Homebirth: Tradition into Law
[imgbelt img=loveness528.jpg]With advances in midwifery and a growing culture of self-determination, more women are choosing to give birth at home. Homebirth advocaters are asking how (or whether) law should address the threshold of life.
According to the CDC, “In 2009, there were 29,650 home births in the United States (representing 0.72% of births), the highest level since data on this item began to be collected in 1989.”
As birth practices are changing, however, the health laws in many states have yet to catch up, a hardship and in some instances a criminal risk for women who choose home birth and the midwives who assist them.
The overwhelming majority of homebirths in the United States are planned homebirths and are attended by various trained birth professionals, most of whom use term “midwife” for themselves. Currently, 27 states have some form of legislation in place to legalize, license, or regulate the practitioners of homebirth midwifery. In 10 states, the practice of homebirth midwifery is outright prohibited by statute, judicial interpretation, or stricture of practice.
Kentucky is one of these states that prohibit homebirths, even as homebirth rates in Kentucky increased 26.7% between 2004 and 2009.
During the 2013 legislative session, a grassroots organization called the Kentucky Homebirth Coalition (KHBC) joined with similar organizations in states nationwide and found support to introduce a bill that would license direct-entry midwives under the Certified Professional Midwife (CPM) credential. (A direct-entry midwife is an independent practitioner educated “through self-study, apprenticeship, a midwifery school, or a college- or university-based program distinct from the discipline of nursing.”)
The proposed bill would also create a Board of Midwifery in Kentucky to oversee the licensing of practicioners. The bill made its way to the state’s Health and Welfare Committee but did not receive a hearing during this legislative session.
Currently, because the state does not issue licenses to homebirth midwives, Kentucky – through omission — makes it illegal for direct-entry midwives to attend births in the homes of the families that choose them for their care. With each birth Kentucky midwives attend, they face the possibility of prosecution under various offenses, both misdemeanor and felony.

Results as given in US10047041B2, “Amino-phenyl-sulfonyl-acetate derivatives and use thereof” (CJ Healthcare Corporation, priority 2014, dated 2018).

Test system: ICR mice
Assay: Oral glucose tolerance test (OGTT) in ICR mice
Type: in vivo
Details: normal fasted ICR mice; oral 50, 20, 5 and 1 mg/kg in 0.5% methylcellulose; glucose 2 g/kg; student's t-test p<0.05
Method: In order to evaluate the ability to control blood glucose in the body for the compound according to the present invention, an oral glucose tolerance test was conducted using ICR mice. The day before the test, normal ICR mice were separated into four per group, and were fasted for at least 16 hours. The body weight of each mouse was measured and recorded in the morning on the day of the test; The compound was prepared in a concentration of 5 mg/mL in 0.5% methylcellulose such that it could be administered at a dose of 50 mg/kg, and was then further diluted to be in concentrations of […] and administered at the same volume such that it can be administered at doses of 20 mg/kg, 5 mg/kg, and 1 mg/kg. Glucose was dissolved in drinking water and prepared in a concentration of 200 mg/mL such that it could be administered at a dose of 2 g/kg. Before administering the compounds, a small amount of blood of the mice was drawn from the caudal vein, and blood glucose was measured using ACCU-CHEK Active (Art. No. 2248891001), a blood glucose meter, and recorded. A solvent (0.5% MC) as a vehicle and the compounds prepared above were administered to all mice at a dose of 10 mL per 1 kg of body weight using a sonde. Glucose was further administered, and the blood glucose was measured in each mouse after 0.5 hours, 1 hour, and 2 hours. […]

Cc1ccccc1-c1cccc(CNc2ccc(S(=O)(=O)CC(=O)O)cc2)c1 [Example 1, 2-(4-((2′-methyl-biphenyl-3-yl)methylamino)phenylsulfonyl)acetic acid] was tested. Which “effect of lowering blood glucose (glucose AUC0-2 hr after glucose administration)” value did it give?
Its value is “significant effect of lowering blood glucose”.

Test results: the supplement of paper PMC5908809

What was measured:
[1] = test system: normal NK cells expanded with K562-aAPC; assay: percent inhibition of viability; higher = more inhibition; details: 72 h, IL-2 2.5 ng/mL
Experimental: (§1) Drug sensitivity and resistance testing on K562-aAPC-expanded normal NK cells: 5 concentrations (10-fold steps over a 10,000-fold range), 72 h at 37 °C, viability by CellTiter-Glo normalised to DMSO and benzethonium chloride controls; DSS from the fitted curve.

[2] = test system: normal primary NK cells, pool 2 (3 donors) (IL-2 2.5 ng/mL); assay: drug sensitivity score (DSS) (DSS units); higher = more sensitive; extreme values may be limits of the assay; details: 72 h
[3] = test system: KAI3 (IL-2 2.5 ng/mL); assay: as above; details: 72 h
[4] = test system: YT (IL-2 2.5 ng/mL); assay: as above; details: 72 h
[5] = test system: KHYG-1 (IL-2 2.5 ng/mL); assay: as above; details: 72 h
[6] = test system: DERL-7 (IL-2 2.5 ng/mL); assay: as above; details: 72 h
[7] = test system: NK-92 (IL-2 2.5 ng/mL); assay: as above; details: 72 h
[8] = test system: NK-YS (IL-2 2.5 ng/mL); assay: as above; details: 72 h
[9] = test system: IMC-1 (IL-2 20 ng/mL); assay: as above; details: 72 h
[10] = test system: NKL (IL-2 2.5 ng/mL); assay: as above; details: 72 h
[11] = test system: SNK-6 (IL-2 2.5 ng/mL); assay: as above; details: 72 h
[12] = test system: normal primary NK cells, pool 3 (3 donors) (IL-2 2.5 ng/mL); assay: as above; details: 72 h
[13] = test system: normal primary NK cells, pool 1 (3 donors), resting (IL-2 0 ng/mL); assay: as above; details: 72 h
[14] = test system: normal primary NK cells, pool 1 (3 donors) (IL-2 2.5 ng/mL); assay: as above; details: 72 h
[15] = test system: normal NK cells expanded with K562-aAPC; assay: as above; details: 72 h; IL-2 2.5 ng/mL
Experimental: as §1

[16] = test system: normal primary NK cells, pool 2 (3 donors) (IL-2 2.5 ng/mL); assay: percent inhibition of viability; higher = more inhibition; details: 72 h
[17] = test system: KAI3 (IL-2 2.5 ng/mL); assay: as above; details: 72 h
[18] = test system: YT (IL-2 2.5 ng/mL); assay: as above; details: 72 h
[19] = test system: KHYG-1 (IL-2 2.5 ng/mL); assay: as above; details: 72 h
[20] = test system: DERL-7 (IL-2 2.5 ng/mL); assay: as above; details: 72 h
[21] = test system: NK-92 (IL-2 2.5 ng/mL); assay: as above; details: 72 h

Cristin Stanley-Potter described how her options for childbirthing are limited, adding that access even to those limited options can be difficult: “I live in the countryside, about half of an hour away from any town, or even any store. I would consider my home somewhat remote.” By choosing home birth, Cristin accepted certain risks. What if complications had arisen?
Cristin says, “Being that I live the distance that I do from any town, I also live that far from any hospital – and farther from any hospital that would be able to provide me the care I would need in the event of an emergency. I realized that had I truly needed medical care in the event of a serious complication, I may or may not have made it to the hospital in time enough for intervention. Having given birth in a hospital two times prior to my homebirth, I came to the conclusion that the unnecessary interventions I would face there were far more risky for myself and my baby than the small chance that I would need to transfer. I chose a very knowledgeable midwife who I trusted completely. I felt safe. It never crossed my mind that something negative might happen during my birth.”
To varying degrees the advocates who do not favor licensure agree that midwifery should be thought of as a traditional craft; they argue that it is in no way a practice of medicine nor is there need for regulation by a board. Those who take such a position usually hold that, instead, laws are needed that make midwifery legal and uphold a mother’s right to choose any caregiver she determines is best suited for her needs. They believe the only way to preserve the autonomy of a midwife’s practice, reduce the limitations on the women she can serve, and safeguard every woman’s right to give birth where and with whom she chooses, is to protect midwifery as a community tradition. The definitional issues, the beliefs underlying them and the legal ramifications are clearly complex.
Women who choose homebirth often emphasize that they are simply seeking reliable, loving, respectful, and evidence-based care. For some women a midwife’s credentials and/or licensing matter a great deal; others look more to the midwife’s personal experiences and her personality in deciding on the family’s birth attendant. But all women and men working within the growing homebirth movement believe in the safety of homebirth as well as a mother’s right to choose where and with whom she will give birth.
Women who choose homebirth are overwhelmingly proactive in their approach to maternity care and they also are typically self-educating, studying their options and the safety of their choices. For Jane Doe, the risks that she anticipated from homebirthing weren’t about her baby’s or her own physical safety, but about the judgment of others who look upon mainstream childbearing as safer.